LibreOffice gets milestone 3.3 release

LibreOffice 3.3, the fork of OpenOffice, has been released for download and promises additional features and cleaner code than its Oracle-backed counterpart
Written by Ben Woods, Contributor

The first stable release of LibreOffice, which forked from OpenOffice four months ago, has been released for free download.

LibreOffice 3.3, announced on Tuesday, is the first milestone release of the open-source productivity suite from The Document Foundation since it split from the Oracle-led OpenOffice consortium in September. The release brings new features as well as popular options found in OpenOffice 3.3, according to the foundation.

LibreOffice 3.3 banner

The Document Foundation has made a full release of LibreOffice available for download. Photo credit: The Document Foundation

"We are excited: this is our very first stable release, and therefore we are eager to get user feedback, which will be integrated as soon as possible into the code, with the first enhancements being released in February," Caolan McNamara from Red Hat, one of the developer community leaders, said in a Document Foundation statement.

Among the new features in LibreOffice 3.3 are the ability to import and work with SVG graphics files, and easier formatting and navigation tools when using Writer, the word-processing component of the package. There are also bundled extensions for importing PDFs, making slide-show presentations and other tasks.

The Document Foundation said that as well as providing new features and cleaner code — redundant comments and features have been translated from German and stripped out — LibreOffice 3.3 will support all of the new features of OpenOffice 3.3.

The community-led LibreOffice project relies heavily on voluntary donations of time and coding expertise to drive development, which makes its launch ahead of schedule all the more surprising, according to the organisation. In future, the update arrival schedule will be more dependable, it promised.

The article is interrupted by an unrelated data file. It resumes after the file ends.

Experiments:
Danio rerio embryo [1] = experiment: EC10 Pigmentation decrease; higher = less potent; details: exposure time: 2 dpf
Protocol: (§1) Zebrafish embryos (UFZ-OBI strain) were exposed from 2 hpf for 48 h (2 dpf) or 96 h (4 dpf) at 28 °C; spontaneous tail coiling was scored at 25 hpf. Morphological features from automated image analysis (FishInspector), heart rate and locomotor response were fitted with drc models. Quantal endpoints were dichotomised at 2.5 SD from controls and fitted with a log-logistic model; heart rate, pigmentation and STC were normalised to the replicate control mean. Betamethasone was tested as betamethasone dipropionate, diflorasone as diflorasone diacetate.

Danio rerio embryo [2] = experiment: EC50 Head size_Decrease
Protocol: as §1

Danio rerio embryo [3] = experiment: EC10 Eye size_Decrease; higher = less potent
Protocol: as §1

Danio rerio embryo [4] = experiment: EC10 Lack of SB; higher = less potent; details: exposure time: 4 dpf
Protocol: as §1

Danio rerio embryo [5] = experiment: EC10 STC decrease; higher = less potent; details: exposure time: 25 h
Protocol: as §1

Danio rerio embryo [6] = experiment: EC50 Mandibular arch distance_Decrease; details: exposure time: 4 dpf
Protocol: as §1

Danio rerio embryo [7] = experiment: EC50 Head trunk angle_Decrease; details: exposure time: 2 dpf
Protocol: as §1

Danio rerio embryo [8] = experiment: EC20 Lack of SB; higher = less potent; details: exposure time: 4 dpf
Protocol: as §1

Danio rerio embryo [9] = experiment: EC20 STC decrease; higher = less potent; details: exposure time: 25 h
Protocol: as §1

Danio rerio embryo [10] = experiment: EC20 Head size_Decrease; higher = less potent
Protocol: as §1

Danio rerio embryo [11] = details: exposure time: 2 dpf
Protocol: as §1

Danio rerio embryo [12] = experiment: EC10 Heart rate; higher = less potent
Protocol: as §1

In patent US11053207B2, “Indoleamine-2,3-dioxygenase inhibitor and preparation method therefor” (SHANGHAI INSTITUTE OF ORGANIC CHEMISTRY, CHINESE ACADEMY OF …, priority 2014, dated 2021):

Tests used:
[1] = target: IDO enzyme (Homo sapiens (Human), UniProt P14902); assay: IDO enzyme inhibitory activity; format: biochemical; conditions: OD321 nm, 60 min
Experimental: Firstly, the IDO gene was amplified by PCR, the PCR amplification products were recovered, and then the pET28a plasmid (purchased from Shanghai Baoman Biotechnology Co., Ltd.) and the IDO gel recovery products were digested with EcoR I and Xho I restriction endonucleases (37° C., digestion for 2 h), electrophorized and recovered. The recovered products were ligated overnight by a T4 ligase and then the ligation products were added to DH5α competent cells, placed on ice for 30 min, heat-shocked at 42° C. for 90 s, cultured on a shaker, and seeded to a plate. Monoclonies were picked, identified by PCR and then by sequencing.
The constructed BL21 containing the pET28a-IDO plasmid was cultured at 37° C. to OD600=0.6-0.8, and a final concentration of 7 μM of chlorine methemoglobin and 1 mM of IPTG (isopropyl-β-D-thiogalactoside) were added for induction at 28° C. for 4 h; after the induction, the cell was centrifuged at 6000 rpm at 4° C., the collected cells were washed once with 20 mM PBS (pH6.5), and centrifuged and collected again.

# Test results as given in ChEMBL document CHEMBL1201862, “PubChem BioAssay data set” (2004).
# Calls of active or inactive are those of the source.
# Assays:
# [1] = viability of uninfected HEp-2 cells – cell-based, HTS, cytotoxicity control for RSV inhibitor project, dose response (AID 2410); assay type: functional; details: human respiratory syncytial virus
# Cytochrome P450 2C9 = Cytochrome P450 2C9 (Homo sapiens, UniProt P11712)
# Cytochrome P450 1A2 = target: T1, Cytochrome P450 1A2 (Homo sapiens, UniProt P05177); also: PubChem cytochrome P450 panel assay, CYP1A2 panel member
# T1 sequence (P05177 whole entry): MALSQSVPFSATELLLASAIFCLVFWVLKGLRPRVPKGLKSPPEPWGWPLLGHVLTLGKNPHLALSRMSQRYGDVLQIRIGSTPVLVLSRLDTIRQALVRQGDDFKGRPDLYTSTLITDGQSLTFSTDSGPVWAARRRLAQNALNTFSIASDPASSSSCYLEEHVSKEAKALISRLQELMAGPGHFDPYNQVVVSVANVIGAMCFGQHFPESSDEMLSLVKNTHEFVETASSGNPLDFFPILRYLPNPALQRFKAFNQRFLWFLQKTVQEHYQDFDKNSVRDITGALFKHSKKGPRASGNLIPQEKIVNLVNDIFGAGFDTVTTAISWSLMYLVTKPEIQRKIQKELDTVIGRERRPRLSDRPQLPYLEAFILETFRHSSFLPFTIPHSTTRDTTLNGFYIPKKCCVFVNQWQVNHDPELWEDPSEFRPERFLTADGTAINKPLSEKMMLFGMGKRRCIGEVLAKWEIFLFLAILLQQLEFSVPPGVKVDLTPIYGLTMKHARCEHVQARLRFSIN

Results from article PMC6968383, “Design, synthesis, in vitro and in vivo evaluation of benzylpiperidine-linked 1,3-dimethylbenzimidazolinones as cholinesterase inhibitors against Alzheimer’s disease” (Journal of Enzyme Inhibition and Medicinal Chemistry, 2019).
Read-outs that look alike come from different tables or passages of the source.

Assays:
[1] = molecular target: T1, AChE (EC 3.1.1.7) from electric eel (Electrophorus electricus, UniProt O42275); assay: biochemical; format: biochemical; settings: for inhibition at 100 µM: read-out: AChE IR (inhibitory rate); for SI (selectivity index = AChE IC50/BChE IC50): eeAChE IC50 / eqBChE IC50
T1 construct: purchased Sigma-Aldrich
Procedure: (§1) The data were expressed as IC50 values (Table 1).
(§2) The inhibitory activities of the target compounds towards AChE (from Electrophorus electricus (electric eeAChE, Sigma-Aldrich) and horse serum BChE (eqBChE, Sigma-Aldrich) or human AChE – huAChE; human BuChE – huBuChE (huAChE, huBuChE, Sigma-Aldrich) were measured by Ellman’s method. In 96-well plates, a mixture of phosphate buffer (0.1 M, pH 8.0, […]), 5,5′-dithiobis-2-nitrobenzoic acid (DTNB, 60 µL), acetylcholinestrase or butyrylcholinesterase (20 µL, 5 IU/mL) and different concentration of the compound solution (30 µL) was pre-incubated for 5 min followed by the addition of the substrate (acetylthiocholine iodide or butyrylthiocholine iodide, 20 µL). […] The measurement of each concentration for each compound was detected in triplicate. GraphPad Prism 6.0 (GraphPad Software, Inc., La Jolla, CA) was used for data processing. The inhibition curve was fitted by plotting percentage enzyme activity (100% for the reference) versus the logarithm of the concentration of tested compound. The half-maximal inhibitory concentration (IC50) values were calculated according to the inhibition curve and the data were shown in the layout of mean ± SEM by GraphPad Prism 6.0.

Release schedule

"Starting from March, we will be moving to a real time-based, predictable, transparent and public release schedule, in accordance with [the] Engineering Steering Committee's goals and users' requests," McNamara said.

The project plans to put out major releases every six months and to eventually time these to coincide with the March/September rhythm typical of the free software community, it said in a scheduling post on its wiki. The next major version, 3.4.0, is set for May — though it may be renamed.

LibreOffice is available to download for free from The Document Foundation's website for Windows, Mac or Linux. The Windows installer now includes all supported languages in one package and is a 215MB download.

The Document Foundation was formed in September as an offshoot of the OpenOffice project and is comprised of members from Novell, Red Hat and Debian, among others.

Oracle, which bought Sun — the original developers of OpenOffice — in January 2009, was also invited to join the LibreOffice development effort, but has since shown lacklustre support.

Both Red Hat and Ubuntu have pledged to support LibreOffice, which is reportedly in alpha testing in Ubuntu. In addition, the Linux distribution Pardus 2011 includes LibreOffice as its office suite by default.

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